Tesla’s energy storage and generation revenues have tripled since 2020, largely driven by its growing deployments of the company’s Megapack battery storage systems.
The California-headquartered technology company reported its Q4 and full-year 2023 financial results yesterday. It said energy storage deployments for last year totalled 14,724MWh, which is a company record.
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It’s also more than double the 6.5GWh of storage deployments Tesla reported for 2022. It’s also nearly 10x the 1,651MW of storage deployments recorded by the company in 2019. For context, Germany’s total cumulative installs as of the end of 2022 stood at 6.5GWh across all market segments, rising to 11.2GWh by the end of last year.
CEO Elon Musk noted in an analysts’ call to discuss results that he has been saying for some time – as reported by Energy-Storage.news – that Tesla Energy could be expected to grow at an even faster rate than the automotive business, “…and it is doing that,” Musk said.
Along with next-generation electric vehicles (EVs) and self-driving EVs, energy storage will be among the key offerings driving Tesla’s “next growth wave,” according to the CEO. In reporting for Q3 2023 a few months ago, Musk had said energy is becoming Tesla’s “highest margin business,” and a bright spot in what was otherwise a fairly downbeat quarter.
Something else Musk has said in the past, is that demand is such that Tesla’s battery products sell out as they come off the production line.
The company has built a dedicated factory in Lathrop, California, to cater to that demand. Another company executive on the call, whose name wasn’t given, said that: “Megapack continues to see strong demand signals globally, driving consistent growth trajectory through ’24 and ’25.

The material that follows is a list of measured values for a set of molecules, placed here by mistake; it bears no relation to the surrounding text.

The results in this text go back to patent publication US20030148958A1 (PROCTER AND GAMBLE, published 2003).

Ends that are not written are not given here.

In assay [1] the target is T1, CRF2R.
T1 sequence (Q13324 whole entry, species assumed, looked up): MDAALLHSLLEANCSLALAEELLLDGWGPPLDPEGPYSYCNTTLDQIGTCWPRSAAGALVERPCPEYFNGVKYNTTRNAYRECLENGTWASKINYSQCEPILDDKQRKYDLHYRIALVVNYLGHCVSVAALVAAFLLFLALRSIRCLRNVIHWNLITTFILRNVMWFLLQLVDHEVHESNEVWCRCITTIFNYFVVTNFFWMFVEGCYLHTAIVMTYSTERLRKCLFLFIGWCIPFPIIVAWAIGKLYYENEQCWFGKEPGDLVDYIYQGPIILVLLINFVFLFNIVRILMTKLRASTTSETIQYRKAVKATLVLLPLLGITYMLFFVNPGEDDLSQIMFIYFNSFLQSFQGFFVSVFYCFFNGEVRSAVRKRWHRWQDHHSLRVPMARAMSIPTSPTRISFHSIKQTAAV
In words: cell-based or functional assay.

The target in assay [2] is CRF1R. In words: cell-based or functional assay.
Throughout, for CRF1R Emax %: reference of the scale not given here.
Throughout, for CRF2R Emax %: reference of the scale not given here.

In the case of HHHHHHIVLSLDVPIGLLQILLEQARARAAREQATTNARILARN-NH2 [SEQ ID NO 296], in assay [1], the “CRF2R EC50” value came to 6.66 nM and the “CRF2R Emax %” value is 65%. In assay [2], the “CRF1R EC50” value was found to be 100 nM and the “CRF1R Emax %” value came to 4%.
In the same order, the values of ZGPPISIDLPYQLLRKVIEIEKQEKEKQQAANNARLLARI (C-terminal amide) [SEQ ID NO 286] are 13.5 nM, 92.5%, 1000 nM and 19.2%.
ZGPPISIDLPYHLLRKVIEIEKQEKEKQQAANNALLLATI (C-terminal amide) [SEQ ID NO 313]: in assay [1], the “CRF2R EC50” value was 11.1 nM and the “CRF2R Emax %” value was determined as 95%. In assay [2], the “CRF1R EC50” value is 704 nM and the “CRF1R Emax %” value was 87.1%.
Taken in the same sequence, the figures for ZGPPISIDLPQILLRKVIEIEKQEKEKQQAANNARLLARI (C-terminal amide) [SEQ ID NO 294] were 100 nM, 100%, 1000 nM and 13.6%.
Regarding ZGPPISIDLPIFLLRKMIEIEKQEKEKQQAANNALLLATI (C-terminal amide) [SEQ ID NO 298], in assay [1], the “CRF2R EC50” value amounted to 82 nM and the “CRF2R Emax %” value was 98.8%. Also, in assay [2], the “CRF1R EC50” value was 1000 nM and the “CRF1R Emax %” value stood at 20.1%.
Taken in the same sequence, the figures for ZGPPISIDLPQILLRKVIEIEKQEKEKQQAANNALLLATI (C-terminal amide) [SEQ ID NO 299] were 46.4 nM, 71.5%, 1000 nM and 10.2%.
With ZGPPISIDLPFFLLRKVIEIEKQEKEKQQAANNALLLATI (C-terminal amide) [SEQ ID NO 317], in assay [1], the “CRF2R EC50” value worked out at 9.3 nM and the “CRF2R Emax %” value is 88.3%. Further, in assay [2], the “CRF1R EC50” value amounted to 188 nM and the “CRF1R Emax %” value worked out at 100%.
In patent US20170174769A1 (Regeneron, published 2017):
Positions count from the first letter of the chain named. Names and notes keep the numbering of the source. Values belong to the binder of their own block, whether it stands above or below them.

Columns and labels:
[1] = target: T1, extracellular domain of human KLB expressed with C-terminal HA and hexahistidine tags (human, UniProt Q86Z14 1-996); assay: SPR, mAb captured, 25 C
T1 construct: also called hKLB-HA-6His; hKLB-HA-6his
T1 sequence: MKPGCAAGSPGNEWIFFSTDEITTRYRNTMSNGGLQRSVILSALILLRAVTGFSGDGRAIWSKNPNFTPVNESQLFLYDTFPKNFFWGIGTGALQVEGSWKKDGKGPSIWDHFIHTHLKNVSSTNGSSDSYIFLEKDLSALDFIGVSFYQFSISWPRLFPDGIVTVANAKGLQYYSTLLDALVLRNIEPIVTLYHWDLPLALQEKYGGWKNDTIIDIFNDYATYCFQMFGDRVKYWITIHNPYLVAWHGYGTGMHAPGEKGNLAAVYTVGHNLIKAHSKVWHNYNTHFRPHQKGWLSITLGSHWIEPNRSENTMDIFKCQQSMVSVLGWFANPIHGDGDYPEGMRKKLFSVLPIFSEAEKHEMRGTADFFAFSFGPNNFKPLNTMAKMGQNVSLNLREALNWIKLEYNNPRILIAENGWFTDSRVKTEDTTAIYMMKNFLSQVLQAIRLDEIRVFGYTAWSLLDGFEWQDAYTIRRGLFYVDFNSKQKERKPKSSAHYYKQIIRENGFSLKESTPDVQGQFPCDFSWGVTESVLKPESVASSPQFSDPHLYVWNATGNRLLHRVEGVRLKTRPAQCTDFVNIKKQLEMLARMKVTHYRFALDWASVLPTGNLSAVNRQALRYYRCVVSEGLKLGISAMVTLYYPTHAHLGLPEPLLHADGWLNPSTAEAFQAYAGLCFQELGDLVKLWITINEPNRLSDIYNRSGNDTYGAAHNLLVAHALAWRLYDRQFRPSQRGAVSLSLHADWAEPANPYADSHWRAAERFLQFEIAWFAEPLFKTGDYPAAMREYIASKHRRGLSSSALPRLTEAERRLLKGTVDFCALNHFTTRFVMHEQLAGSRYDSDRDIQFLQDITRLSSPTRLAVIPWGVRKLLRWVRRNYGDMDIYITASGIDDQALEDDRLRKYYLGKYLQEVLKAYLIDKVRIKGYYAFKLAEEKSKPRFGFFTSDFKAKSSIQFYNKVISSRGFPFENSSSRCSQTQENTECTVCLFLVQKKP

The exec said that the ramp-up of Lathrop is underway and will continue through this year, for Tesla to reach 40GWh of annual Megapack production capacity, doubling its current 20GWh annual production capability by the end of 2024.
Deployments did see a bit of a dip sequentially: 3,202MWh deployed in Q4 last year represented a 30% decrease compared to Q3 2023. The company said it expected to see some volatility in deployments on a sequential basis, which could be impacted by “logistics and the global distribution of projects at any given time”. Nonetheless, year-on-year, the Q4 2023 figure compares favourably to the 2,462MWh recorded in Q4 2022.
That said, when it comes to the energy business, batteries are doing the heavy lifting in contributing. Tesla’s solar business continues to shrink.
It made just 41MW of deployments during Q4 2023, the lowest of any quarter last year, while no quarter in 2023 even got close to Q4 2022’s 100MW of installs. Put into year-on-year context (see chart below), the difference is stark.
Tesla doesn’t break out the revenue figures for its energy business, including both storage and generation one on line its reports, although based on the above, it can be reasonably inferred that again, storage makes the far bigger contribution.
Generation and storage revenue was US$1.43 billion for Q4 2023 and US$6.035 billion for the full year. The combined segment’s revenues have nearly quadrupled since 2019, when US$1.53 billion was reported. The 2022 figure was US$3.9 billion.
Overall, including all other business segments including automotive (US$82.4 billion) and services (US$8.32 billion), Tesla earned US$96.77 billion in revenue in 2023, for a total gross profit of US$17.66 billion and a total GAAP gross margin of 18.2%.
Unsurprisingly, Tesla is on the inaugural Tier-1 battery energy storage system (BESS) provider list from BloombergNEF which the research and analysis group has just produced. Some notable recent and ongoing projects for the company include developer Strata Clean Energy’s 255MW/1,020MWh Scatter Wash project in Arizona which has just begun construction and Plus Power’s 185MW/565MWh ‘shock absorber’ for the grid in Oahu, Hawaii, which went into operation a few weeks ago.
Energy-Storage.news’ publisher Solar Media will host the 9th annual Energy Storage Summit EU in London, 20-21 February 2024. This year it is moving to a larger venue, bringing together Europe’s leading investors, policymakers, developers, utilities, energy buyers and service providers all in one place. Visit the official site for more info.
Energy-Storage.news’ publisher Solar Media will host the 6th Energy Storage Summit USA, 19-20 March 2024 in Austin, Texas. Featuring a packed programme of panels, presentations and fireside chats from industry leaders focusing on accelerating the market for energy storage across the country. For more information, go to the website.